Business

Monday January 25, 2010

Benefits of efficient data collection system

By DALJIT DHESI


It can help firms make informed decisions to improve margins

daljit@thestar.com.my

PETALING JAYA: Ineffective critical decisions made by business leaders in the Asia-Pacific have affected the margins of companies and their ability to compete.

Industry observers say this is partly due to the unavailability or lack of appropriate data collection systems to facilitate an efficient decision-making process.

Vincent Ler says traditional business decision-making is being challenged by the growing volume of business data.

IBM Malaysia country manager for software group, Vincent Ler, said in an interview that in the Asia-Pacific, studies by IBM showed businesses frequently made critical decisions without the necessary information, with one of three decisions often made without relevant information.

He pointed out that an efficient data collection system would enable corporates and small and medium-scale enterprises to make informed decisions that could improve their margins and put them on a stronger footing in local and overseas markets.

Ler said organisations that had reliable data collection system would also have a significant headstart over their competitors in terms of revenue generation and cost savings amid the economic recovery.

Recent studies by IBM have shown that top-performing companies are 15 times more likely to apply business intelligence and analytics when making strategic decisions compared with their under-performing peers, according to Ler.

Studies had shown that information-based decision-making had been successful in formulating effective business strategies in the current economic cycle, he said.

Business intelligence systems refer to solutions that play a key role in the strategic planning process of a company. These systems allow the company to gather, store, access and analyse corporate data to aid decision-making.

Business analytics, on the other hand, refers to the methodology employed by an organisation to enhance its business and make optimal decisions by the use of statistical techniques, such as collecting and analysing data.

Bryan Tan … ‘We see growing demand from companies for realtime collaboration throughout the organisation.'

Traditional business decision-making, Ler said, was being challenged by the growing volume of business data as there were simply too much data being collected from multiple sources and in multiple formats.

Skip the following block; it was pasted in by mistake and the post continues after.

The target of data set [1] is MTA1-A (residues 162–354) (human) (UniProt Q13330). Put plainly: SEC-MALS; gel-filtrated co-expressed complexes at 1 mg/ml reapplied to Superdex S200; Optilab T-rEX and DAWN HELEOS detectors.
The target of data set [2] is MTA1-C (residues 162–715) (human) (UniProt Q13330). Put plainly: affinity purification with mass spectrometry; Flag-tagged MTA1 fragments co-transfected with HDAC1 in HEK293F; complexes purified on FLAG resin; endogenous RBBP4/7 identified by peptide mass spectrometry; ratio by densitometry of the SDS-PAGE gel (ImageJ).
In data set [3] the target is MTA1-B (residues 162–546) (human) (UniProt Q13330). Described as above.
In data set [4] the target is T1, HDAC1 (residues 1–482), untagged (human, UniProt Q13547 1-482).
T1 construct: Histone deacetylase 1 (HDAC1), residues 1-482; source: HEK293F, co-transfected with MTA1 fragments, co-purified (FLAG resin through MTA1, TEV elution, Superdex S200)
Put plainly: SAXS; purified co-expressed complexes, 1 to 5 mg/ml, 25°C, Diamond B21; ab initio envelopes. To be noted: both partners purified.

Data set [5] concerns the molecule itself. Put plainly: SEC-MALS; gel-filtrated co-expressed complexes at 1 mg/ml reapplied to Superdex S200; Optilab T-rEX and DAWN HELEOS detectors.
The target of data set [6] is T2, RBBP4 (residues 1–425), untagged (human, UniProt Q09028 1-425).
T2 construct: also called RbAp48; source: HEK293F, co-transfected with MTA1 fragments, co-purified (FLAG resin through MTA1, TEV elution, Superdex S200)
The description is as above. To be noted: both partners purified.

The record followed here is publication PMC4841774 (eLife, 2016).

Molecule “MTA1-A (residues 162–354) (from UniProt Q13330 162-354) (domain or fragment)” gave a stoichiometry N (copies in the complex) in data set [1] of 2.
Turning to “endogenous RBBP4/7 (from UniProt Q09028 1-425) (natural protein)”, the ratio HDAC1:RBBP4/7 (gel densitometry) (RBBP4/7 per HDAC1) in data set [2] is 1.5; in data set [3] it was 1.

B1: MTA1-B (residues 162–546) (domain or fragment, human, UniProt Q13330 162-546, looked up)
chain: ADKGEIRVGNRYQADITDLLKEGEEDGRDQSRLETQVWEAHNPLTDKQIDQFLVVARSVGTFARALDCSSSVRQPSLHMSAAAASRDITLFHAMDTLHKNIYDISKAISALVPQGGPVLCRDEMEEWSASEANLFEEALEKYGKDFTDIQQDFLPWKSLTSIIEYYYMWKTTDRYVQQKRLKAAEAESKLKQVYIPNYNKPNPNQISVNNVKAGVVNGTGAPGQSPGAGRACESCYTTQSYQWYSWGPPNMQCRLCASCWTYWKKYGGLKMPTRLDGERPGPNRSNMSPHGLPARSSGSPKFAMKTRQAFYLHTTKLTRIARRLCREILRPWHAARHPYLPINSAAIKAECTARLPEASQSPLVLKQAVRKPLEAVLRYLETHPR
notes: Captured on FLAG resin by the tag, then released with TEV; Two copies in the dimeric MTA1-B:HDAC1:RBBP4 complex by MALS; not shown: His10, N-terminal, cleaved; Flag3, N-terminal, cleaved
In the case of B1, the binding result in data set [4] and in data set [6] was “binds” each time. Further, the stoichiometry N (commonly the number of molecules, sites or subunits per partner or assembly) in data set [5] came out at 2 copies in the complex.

In this regard, business intelligence and analytics would be an area that companies should strongly focus on to leverage their decision-making process, he said.

Stressing on the importance of data collection, SAS Malaysia head of technology practice Allan Tham said: “About 95% of our experience shows that effective data collection, complete data integration and high data quality are the three primary challenges in any business intelligence endeavour – ranging from the want to produce simple reports, right up to applying advanced analytics (such as predictive modelling and demand forecasting) in the business.”

He noted that “in collecting data, data integrity and quality are by far the most vital in any businesses.”

“It should be viewed as the first step for all companies to embark on. Without quality data, businesses will be making decisions based on inaccurate and incomplete data,” he added.

Tham reckons that high-quality data are the precursor for users to generate more revenues and reduce costs.

SAS Malaysia is a subsidiary of US-based SAS Institute Inc, a software company that offers a range of business intelligence services.

Epicor vice-president (sales) for Asia, Bryan Tan, said many decision-makers and information workers during the recent downturn felt the pain of insufficient, inaccurate or contradictory information as they tried hard to stay competitive and grow their businesses.

He attributed this to the inefficient collection, processing and dissemination of data.

“Today, we see growing demand from companies, including SMEs, for real-time collaboration throughout the organisation, and improved interaction across often globally distributed locations.

“This has been cited as one of the top reasons for increasing business intelligence adoption in the Asia-Pacific ex-Japan, according to a report by IDC last year, as more business users are seeking better information and intelligence,’’ Tan noted.

For IBM, Ler said business intelligence and analytics were now the main areas of focus and would be the big contributors to its revenue going forward.

IBM, at the global level, acquired last year five companies in the business intelligence and analytics space, bringing its total acquisitions to 28 with investments of close to US$12bil to date.

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